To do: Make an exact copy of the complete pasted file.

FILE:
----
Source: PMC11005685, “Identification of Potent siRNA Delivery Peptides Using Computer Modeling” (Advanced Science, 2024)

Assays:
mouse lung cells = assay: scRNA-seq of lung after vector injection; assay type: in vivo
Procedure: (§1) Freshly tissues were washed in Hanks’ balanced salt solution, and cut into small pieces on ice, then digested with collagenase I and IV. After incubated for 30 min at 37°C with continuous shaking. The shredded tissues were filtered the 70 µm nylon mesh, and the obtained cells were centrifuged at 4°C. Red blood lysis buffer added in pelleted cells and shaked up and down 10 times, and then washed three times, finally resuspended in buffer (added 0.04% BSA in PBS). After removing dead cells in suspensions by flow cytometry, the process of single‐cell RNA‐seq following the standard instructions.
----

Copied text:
Source: PMC11005685, “Identification of Potent siRNA Delivery Peptides Using Computer Modeling” (Advanced Science, 2024)

Assays:
mouse lung cells = assay: scRNA-seq of lung after vector injection; assay type: in vivo
Procedure: (§1) Freshly tissues were washed in Hanks’ balanced salt solution, and cut into small pieces on ice, then digested with collagenase I and IV. After incubated for 30 min at 37°C with continuous shaking. The shredded tissues were filtered the 70 µm nylon mesh, and the obtained cells were centrifuged at 4°C. Red blood lysis buffer added in pelleted cells and shaked up and down 10 times, and then washed three times, finally resuspended in buffer (added 0.04% BSA in PBS). After removing dead cells in suspensions by flow cytometry, the process of single‐cell RNA‐seq following the standard instructions.